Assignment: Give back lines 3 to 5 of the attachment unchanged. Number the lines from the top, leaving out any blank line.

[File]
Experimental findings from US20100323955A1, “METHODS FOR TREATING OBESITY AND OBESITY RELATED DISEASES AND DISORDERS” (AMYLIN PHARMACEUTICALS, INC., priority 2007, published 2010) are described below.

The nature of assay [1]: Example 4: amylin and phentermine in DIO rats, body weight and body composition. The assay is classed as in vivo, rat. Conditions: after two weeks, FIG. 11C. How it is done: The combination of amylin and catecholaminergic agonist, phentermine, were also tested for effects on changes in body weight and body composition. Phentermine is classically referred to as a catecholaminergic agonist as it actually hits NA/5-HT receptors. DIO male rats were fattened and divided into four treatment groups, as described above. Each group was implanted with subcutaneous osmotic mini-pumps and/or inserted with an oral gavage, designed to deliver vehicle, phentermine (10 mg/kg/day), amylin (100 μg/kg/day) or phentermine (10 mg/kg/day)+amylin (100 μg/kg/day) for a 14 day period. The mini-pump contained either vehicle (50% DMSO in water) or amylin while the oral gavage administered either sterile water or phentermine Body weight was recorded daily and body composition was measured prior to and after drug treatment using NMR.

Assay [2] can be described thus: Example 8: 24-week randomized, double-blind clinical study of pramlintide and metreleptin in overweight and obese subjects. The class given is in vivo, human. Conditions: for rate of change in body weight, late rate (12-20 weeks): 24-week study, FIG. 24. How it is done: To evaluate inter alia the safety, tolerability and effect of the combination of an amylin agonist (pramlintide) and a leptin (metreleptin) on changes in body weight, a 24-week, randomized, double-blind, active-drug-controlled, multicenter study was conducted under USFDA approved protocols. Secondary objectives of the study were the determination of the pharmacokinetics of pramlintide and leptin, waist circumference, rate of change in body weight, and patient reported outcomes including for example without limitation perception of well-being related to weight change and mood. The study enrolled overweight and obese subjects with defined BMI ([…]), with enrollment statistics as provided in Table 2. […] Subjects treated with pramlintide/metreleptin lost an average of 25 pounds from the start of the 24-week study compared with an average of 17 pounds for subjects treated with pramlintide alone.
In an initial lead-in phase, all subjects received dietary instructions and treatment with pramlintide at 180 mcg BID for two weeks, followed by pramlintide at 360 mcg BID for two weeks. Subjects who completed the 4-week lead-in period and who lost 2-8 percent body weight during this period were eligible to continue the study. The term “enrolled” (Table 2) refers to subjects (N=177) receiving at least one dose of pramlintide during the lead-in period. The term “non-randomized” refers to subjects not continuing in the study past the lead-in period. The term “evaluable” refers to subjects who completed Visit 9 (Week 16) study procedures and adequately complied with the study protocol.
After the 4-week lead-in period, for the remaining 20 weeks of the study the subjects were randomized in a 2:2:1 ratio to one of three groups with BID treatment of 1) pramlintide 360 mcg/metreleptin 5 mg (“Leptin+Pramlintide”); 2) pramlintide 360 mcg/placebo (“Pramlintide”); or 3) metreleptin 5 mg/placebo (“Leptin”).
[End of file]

Assay [2] can be described thus: Example 8: 24-week randomized, double-blind clinical study of pramlintide and metreleptin in overweight and obese subjects. The class given is in vivo, human. Conditions: for rate of change in body weight, late rate (12-20 weeks): 24-week study, FIG. 24. How it is done: To evaluate inter alia the safety, tolerability and effect of the combination of an amylin agonist (pramlintide) and a leptin (metreleptin) on changes in body weight, a 24-week, randomized, double-blind, active-drug-controlled, multicenter study was conducted under USFDA approved protocols. Secondary objectives of the study were the determination of the pharmacokinetics of pramlintide and leptin, waist circumference, rate of change in body weight, and patient reported outcomes including for example without limitation perception of well-being related to weight change and mood. The study enrolled overweight and obese subjects with defined BMI ([…]), with enrollment statistics as provided in Table 2. […] Subjects treated with pramlintide/metreleptin lost an average of 25 pounds from the start of the 24-week study compared with an average of 17 pounds for subjects treated with pramlintide alone.
In an initial lead-in phase, all subjects received dietary instructions and treatment with pramlintide at 180 mcg BID for two weeks, followed by pramlintide at 360 mcg BID for two weeks. Subjects who completed the 4-week lead-in period and who lost 2-8 percent body weight during this period were eligible to continue the study. The term “enrolled” (Table 2) refers to subjects (N=177) receiving at least one dose of pramlintide during the lead-in period. The term “non-randomized” refers to subjects not continuing in the study past the lead-in period. The term “evaluable” refers to subjects who completed Visit 9 (Week 16) study procedures and adequately complied with the study protocol.
After the 4-week lead-in period, for the remaining 20 weeks of the study the subjects were randomized in a 2:2:1 ratio to one of three groups with BID treatment of 1) pramlintide 360 mcg/metreleptin 5 mg (“Leptin+Pramlintide”); 2) pramlintide 360 mcg/placebo (“Pramlintide”); or 3) metreleptin 5 mg/placebo (“Leptin”).